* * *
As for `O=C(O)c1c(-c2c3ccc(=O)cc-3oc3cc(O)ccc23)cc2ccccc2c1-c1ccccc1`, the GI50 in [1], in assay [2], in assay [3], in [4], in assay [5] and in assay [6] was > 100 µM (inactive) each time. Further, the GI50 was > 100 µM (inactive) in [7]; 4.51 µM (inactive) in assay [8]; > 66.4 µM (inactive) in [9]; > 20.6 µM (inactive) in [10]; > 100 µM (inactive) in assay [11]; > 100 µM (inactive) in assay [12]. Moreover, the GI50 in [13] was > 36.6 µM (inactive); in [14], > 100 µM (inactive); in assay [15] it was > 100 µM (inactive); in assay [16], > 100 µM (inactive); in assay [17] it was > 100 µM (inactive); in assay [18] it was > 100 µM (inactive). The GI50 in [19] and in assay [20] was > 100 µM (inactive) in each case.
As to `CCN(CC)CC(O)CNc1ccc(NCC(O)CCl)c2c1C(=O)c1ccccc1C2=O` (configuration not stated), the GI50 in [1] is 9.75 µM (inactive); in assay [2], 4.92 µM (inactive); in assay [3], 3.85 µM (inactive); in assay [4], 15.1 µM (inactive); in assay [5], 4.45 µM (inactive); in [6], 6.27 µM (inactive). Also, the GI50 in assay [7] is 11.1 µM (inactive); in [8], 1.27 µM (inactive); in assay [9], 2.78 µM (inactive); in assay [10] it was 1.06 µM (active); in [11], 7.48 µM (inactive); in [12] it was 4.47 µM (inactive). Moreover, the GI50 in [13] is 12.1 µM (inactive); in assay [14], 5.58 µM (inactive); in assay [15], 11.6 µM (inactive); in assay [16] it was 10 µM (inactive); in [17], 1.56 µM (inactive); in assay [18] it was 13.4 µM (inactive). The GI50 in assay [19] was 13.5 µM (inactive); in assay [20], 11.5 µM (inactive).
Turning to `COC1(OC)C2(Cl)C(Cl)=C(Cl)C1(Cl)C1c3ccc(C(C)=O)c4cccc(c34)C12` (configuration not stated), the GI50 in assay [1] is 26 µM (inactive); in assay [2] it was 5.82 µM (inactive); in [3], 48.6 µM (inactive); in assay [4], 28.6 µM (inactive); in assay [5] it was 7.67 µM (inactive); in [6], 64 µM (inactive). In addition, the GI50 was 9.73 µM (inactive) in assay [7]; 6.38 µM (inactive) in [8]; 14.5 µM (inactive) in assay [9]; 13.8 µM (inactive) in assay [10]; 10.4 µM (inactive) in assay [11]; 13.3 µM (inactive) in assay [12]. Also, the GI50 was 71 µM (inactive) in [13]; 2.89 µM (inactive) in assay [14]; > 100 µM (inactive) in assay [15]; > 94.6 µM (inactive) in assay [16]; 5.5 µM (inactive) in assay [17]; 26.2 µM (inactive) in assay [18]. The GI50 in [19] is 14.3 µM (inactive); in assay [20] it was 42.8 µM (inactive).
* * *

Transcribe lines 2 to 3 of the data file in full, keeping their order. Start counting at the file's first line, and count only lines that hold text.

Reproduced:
As to `CCN(CC)CC(O)CNc1ccc(NCC(O)CCl)c2c1C(=O)c1ccccc1C2=O` (configuration not stated), the GI50 in [1] is 9.75 µM (inactive); in assay [2], 4.92 µM (inactive); in assay [3], 3.85 µM (inactive); in assay [4], 15.1 µM (inactive); in assay [5], 4.45 µM (inactive); in [6], 6.27 µM (inactive). Also, the GI50 in assay [7] is 11.1 µM (inactive); in [8], 1.27 µM (inactive); in assay [9], 2.78 µM (inactive); in assay [10] it was 1.06 µM (active); in [11], 7.48 µM (inactive); in [12] it was 4.47 µM (inactive). Moreover, the GI50 in [13] is 12.1 µM (inactive); in assay [14], 5.58 µM (inactive); in assay [15], 11.6 µM (inactive); in assay [16] it was 10 µM (inactive); in [17], 1.56 µM (inactive); in assay [18] it was 13.4 µM (inactive). The GI50 in assay [19] was 13.5 µM (inactive); in assay [20], 11.5 µM (inactive).
Turning to `COC1(OC)C2(Cl)C(Cl)=C(Cl)C1(Cl)C1c3ccc(C(C)=O)c4cccc(c34)C12` (configuration not stated), the GI50 in assay [1] is 26 µM (inactive); in assay [2] it was 5.82 µM (inactive); in [3], 48.6 µM (inactive); in assay [4], 28.6 µM (inactive); in assay [5] it was 7.67 µM (inactive); in [6], 64 µM (inactive). In addition, the GI50 was 9.73 µM (inactive) in assay [7]; 6.38 µM (inactive) in [8]; 14.5 µM (inactive) in assay [9]; 13.8 µM (inactive) in assay [10]; 10.4 µM (inactive) in assay [11]; 13.3 µM (inactive) in assay [12]. Also, the GI50 was 71 µM (inactive) in [13]; 2.89 µM (inactive) in assay [14]; > 100 µM (inactive) in assay [15]; > 94.6 µM (inactive) in assay [16]; 5.5 µM (inactive) in assay [17]; 26.2 µM (inactive) in assay [18]. The GI50 in [19] is 14.3 µM (inactive); in assay [20] it was 42.8 µM (inactive).